Philosophy and the scientific method

Philosophy’s widely been called the classification of thoughts; although that seems like a simple definition, those requirements in place to ensure that it is also accessible to the principles of scientific enquiry make it a daunting and esoteric subject to pursue. While intriguing challenges central to the human nature are presented in no small numbers along the way, the latter quality has prevented it from embraced by the masses as another context within which to investigate the Universe.

At the core of the philosophical argument lies its ability to define principles—any principles—which are, in turn, what enable the classification of thoughts. Would that the Universe contained all of its information as a garble of colours and noise, the process of learning would’ve been substituted by the process of discovery entirely. However, the case has been demonstrably polar: there are patterns everywhere, patterns that show a remarkable similitude to each other in that they are all principled, in that they all display characteristics of endurance and not grant any incidents of epistemological construction the misfortune of stagnation as structures of the past.This is one of the foremost reasons that inquiry into these matters has proved crucial for social, economic and political progress irrespective of “germane concerns” such as ethnicity, culture or racial history.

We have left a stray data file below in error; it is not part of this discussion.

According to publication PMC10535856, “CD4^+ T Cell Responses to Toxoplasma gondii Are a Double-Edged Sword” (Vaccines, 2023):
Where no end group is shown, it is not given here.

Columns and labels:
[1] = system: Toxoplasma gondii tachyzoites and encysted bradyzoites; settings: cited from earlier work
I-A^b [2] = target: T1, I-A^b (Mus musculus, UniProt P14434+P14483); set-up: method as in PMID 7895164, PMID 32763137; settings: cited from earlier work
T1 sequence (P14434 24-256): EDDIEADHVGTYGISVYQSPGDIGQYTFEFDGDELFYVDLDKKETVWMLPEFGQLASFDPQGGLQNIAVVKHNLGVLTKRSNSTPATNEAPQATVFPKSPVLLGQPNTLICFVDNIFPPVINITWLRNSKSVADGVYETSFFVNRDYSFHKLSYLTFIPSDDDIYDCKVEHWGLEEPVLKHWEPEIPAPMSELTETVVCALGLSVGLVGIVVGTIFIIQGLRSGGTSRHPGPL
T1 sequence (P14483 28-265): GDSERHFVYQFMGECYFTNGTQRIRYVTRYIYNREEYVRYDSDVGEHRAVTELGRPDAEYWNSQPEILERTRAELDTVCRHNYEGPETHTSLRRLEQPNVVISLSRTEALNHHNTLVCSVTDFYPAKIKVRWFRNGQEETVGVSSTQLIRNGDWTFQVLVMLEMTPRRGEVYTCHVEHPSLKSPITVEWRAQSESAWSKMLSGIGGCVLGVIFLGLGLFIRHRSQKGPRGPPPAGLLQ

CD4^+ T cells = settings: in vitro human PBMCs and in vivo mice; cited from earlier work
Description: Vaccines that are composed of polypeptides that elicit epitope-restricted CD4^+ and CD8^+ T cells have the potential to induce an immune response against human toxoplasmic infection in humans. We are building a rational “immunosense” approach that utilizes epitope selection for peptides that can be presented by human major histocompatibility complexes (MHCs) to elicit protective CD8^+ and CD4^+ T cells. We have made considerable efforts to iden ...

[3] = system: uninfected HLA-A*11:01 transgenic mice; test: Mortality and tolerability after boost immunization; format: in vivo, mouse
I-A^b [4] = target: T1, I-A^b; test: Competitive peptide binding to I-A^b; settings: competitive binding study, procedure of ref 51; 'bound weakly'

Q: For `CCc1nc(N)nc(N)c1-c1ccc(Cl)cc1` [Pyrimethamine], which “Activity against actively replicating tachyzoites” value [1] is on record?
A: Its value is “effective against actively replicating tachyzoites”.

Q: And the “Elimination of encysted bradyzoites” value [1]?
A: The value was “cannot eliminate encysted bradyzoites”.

In order to both discover and establish (or, recognise and understand) such a replicable ontology, an underlying experimental process is necessary that abides by the principles of scientific investigation and, essentially, empiricism so as to prevent the case of reductio ad absurdum as well as to be able to verify the credibility of any hypothesis without interfering with its functions.

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